By Chris Varias
The Cincinnati Enquirer
Four stars. That's the grade Rolling Stone gave the Mary Lee's Corvette album Blood on the Tracks, one star less than the magazine awards Bob Dylan's original version.
Should the gap between Mr. Dylan's 1975 classic and a recreation of it be judged as that slim? Mary Lee Kortes, the principal behind the 2002 version, asks that question in the press release for the band's tour, which stopped at the Southgate House Friday night.
"How do you sing a Bob Dylan song in a way that anyone should ever bother listening to?" she says. "And of course, why should you?"
After witnessing the show, those questions aren't any easier to respond to in a positive nature.
Blood on the Tracks, recorded live last year in Ms. Kortes' home base of New York, is programmed exactly like the original - same songs, same order. The show followed suit, with the only difference being a couple originals wedged between "Meet Me in the Morning" and "Lily, Rosemary and the Jack of Hearts."
The material obviously wasn't a problem, and Ms. Kortes and her three-man band tiptoed the line between loose and tight in the same way that makes a good Dylan show exciting.
With a small turnout in attendance, the band - especially killer drummer Konrad Meissner - seemed free of expectations, able to simply enjoy the opportunity to groove through great songs. It was the same low-key vibe that turned the original live recording, which was at first not intended for release, into an album.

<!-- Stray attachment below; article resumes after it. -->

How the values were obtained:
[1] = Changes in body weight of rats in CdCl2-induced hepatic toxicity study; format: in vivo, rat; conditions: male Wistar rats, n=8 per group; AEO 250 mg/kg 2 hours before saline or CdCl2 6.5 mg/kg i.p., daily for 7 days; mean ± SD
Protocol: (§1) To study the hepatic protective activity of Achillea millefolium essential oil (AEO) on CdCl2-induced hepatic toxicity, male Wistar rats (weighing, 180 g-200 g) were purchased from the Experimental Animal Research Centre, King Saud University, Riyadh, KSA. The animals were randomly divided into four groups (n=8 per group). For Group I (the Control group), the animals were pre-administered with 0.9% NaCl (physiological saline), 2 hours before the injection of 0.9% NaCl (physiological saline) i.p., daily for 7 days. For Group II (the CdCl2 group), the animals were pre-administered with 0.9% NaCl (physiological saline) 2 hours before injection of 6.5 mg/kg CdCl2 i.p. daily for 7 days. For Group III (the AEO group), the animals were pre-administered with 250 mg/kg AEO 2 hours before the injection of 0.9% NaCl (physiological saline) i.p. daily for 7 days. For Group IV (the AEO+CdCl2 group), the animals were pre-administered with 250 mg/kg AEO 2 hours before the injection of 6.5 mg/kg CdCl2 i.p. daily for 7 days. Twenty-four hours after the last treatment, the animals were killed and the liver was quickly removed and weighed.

But now that it is an album, and Ms. Kortes is touring behind it, and her press people are talking up not only the Rolling Stone review but also the fact that Mr. Dylan himself is reportedly a fan of the record, it's time to speak frankly.
Ms. Kortes is a folkie who has made a serviceable album of covers. It's something most any folkie in Cincinnati, New York or anywhere else could have done given the same backup band. Her voice is pleasant, but I'm not sure what Mr. Dylan, the ultimate non-conforming vocalist, hears in her over-singing.
It was an enjoyable show, in the same way it can be enjoyable to stumble into a Main Street bar to hear some cover band play "Brick House."
But, to paraphrase Ms. Kortes, why bother?
SPECIAL REPORT: MUSIC IN SCHOOLS
Music in schools on march again
Instrumental changes coming to classrooms
Music struggling in CPS, but signs of life clear
New federal law could hurt arts, music
Designer thinks outside the box for charity
Ladybug lady is spotted with collectibles
Covington crime watchers enjoy slow season
KENDRICK: Alive & Well
New age concert just watered world music
Cover girl sheds little light on `Blood'
Dickens' `Christmas Carol' raises spirits
Maestro DePriest, CSO deft, dramatic
ARTS & ENTERTAINMENT
New `Christmas Tales' true to original Charlie Brown
Holiday TV today
It's time to cast your Cammys vote
DEMALINE: The arts
Vote in our Arts Slogan competition
Ex-Ballet exec joins Prague contest
Go beyond gift certificates
Cookbooks just the recipe for holiday gifts
Hate doing dishes? Restaurants open for Christmas
Get to it!